Preparatory work for the reconstruction of Břeclav Castle has unearthed a rare archaeological find –the remains of a medieval wall from the beginning of the 11th century. Archaeologists believe it was part of a fortified settlement built by Břetislav, Duke of Bohemia, who administered the region and gave the town of Břeclav its name.
Two more Czech attractions have been added to the UNESCO World Heritage
Site list. One is the uniquely preserved mining landscape Krušné hory –
Erzgebirge for which the Czech Republic made a joint bid with Germany, the
other is the national stud farm in Kladruby in Central Bohemia.
Founded in 1579, the farm is known for its Kladruber horses, one of the oldest breeds in the world. The first Czech sites to be included on the list were the historic centre of Prague, Telč and Český Krumlov in 1992. The overall number of Czech sites has now reached 14.
The Czech Republic’s cultural heritage is set to become more accessible than ever after the Ministry of Culture announced it will create a freely accessible central database of the country’s heritage online. Dubbed Czechiana, the EU funded project will make it possible to see anything from maps, pictures and diaries normally located in Czech museums and galleries, on the internet by November 2020.
The Czech state will remain owner of a Baroque flower garden in
Kroměříž, according to a ruling by the Moravia town’s district court,
which rejected a claim by the Archdiocese of Olomouc.
The Flower Garden of Kroměříž is exceptional in a broader European context as it represents a transition between late renaissance Italian gardens and classical Baroque gardens of the French style.
The Archdiocese argued that the garden, a UNESCO World Heritage site, forms a coherent whole with the adjacent chateau, both of which the Catholic Church recovered in 2015 in restitution. The properties had been confiscated by the communist regime.
The 18th century Villa Bertramka in Prague, notable for its connection to
Wolfgang Amadeus Mozart, has been declared a national cultural monument,
the Ministry of Culture announced on Monday.
The villa, which was turned into a museum dedicated to the famous composer several years ago, has been closed for over two years for reconstruction. The Mozart Society running the museum has had problems revitalizing the property and making it attractive for visitors.
According to the ministry, the status of a national cultural monument would help the society in its endeavour.
Mozart stayed in this villa on his visits to Prague in 1787 and 1791. The museum has acquired some of the composer’s valuable manuscripts, his harpsichord and a lock of his hair.
The western Bohemian spa towns of Karlovy Vary, Františkovy Lázně and
Mariánské Lázně have entered a wider joint bid for inclusion on the
Unesco World Heritage List.
In total 11 European towns known for their healing thermal waters have joined the bid, filed in Paris on Tuesday, under the heading the “Great Spas of Europe”.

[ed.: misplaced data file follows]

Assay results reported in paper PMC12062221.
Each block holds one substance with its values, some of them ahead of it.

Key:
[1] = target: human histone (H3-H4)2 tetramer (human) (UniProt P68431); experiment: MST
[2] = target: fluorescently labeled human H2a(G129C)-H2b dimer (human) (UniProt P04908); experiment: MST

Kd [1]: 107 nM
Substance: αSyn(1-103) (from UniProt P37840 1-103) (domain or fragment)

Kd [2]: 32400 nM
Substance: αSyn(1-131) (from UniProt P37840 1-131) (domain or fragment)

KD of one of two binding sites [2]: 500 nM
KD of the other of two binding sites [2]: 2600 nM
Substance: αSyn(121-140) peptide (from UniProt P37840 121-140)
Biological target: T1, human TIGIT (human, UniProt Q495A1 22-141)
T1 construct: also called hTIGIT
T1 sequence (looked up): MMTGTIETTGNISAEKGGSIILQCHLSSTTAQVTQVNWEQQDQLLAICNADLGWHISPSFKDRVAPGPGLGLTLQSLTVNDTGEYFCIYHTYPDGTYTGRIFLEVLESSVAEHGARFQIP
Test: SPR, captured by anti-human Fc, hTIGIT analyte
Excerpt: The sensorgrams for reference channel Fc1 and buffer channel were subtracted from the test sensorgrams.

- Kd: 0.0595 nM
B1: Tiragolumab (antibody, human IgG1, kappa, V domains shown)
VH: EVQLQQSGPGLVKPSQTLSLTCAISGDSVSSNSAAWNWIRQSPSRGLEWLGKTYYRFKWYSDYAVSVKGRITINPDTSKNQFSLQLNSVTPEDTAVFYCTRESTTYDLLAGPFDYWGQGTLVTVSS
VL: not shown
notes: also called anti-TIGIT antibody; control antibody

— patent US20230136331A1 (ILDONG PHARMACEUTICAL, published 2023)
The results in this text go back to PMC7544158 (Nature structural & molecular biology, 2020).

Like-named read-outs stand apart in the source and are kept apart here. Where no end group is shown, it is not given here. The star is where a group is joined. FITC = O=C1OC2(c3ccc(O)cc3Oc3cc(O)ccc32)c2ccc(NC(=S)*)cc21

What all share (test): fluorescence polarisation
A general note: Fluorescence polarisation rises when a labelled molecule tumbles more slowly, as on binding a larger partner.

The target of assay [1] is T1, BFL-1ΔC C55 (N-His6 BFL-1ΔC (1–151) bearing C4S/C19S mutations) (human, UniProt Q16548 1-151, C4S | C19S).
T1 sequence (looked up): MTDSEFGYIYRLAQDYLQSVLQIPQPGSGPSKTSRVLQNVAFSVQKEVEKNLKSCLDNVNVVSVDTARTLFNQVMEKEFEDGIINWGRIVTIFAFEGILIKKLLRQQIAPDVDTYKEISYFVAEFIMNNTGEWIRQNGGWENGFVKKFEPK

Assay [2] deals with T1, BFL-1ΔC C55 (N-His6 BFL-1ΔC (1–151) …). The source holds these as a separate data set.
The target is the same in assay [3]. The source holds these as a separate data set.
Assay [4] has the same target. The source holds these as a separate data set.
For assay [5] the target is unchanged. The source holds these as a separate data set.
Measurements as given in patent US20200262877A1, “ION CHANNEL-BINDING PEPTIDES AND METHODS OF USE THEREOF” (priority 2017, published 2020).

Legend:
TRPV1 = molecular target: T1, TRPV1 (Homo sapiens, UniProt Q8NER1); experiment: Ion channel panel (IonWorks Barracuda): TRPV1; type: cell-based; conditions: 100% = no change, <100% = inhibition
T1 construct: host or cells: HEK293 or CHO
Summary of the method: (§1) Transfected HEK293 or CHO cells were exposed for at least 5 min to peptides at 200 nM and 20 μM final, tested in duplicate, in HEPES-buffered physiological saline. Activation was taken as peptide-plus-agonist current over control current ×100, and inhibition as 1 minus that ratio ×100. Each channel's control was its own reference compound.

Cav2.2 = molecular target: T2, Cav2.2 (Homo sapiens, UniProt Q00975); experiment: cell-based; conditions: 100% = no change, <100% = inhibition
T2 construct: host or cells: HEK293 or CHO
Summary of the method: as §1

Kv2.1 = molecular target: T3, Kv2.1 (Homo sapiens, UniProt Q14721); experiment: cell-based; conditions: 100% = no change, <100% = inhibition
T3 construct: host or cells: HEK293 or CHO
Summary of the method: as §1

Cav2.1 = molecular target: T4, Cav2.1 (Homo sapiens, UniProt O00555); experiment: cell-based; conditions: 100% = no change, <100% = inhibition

The concept behind the joint Unesco application in part highlights the role of spa towns during the 18th century through the 1930s as intellectual hotbeds that helped spread the idea of a united, democratic Europe.
The other European locales are in Germany (Bad Ems, Baden-Baden and Bad Kissingen), Austria (Baden bei Wien), Italy (Montecatini Terme), France (Vichy), Belgium (Spa), and the United Kingdom (the City of Bath).
Visit Czech Republic posts wonderful photos on social media aimed at lovers of the country and potential first-time travellers to this part of the world. In North America, Visit@CZ – which is run by state agency CzechTourism – is represented by digital and social marketer Jiří Dužár. When we chatted in New York, topics included the images of the Czech Republic that do best on social media, the importance of travel bloggers, Dužár’s own work as a photographer and a lot more.
Ownership of painter and sculptor Hana Wichterlová’s garden atelier,
declared a cultural monument last year, will be transferred from Prague 1
to the municipality at no cost.
The district’s mayor, Pavel Čižinský (Praha Sobě) told the Czech news agency ČTK that the municipality wants to install a permanent exhibition in the late artist’s studio in Malá Strana, where she lived and worked for more than 50 years.
The garden atelier still houses many of Wichterlová’s artistic works. It was declared a cultural monument in part because so many celebrated persons had visited there. She died in 1990 at the age of 87.
Craftsmen producing glass Christmas ornaments and resist block printing, who were nominated last year, are eagerly awaiting the decision of a special UNESCO committee that is to decide whether they will have the honour of being listed on its Intangible Cultural Heritage list. Meanwhile the country’s beer barrel coopers, bagpipers and chenille fabric producers are hoping to be nominated in the future.